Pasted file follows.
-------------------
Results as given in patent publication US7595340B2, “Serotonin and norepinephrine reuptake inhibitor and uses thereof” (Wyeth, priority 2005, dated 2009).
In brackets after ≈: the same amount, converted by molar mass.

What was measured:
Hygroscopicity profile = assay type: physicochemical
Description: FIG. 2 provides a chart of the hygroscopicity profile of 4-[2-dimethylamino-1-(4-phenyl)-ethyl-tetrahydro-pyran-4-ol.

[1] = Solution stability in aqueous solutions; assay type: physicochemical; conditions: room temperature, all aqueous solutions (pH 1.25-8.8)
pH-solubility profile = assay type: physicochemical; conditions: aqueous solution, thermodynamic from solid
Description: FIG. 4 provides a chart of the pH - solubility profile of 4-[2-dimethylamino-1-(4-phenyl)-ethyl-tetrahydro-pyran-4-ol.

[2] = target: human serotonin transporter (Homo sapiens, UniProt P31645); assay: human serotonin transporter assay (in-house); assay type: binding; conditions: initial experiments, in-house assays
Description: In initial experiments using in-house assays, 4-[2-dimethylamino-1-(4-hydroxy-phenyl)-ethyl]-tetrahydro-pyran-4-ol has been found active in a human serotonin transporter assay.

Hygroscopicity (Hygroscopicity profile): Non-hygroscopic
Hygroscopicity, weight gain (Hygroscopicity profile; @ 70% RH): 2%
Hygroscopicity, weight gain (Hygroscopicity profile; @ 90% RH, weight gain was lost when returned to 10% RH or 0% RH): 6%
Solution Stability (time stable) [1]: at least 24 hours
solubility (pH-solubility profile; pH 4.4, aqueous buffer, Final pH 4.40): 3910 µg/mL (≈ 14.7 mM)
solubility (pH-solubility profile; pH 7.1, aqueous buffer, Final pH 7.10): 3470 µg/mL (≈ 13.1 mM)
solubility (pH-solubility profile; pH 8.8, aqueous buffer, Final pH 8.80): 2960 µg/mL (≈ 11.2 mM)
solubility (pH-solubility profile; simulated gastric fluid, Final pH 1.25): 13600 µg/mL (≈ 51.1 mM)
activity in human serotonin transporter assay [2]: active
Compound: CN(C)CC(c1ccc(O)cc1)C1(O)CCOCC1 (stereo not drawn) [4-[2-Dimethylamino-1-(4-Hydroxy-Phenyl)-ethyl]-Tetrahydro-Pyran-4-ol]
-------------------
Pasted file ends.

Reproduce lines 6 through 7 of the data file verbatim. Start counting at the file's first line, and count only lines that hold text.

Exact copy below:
[1] = Solution stability in aqueous solutions; assay type: physicochemical; conditions: room temperature, all aqueous solutions (pH 1.25-8.8)
pH-solubility profile = assay type: physicochemical; conditions: aqueous solution, thermodynamic from solid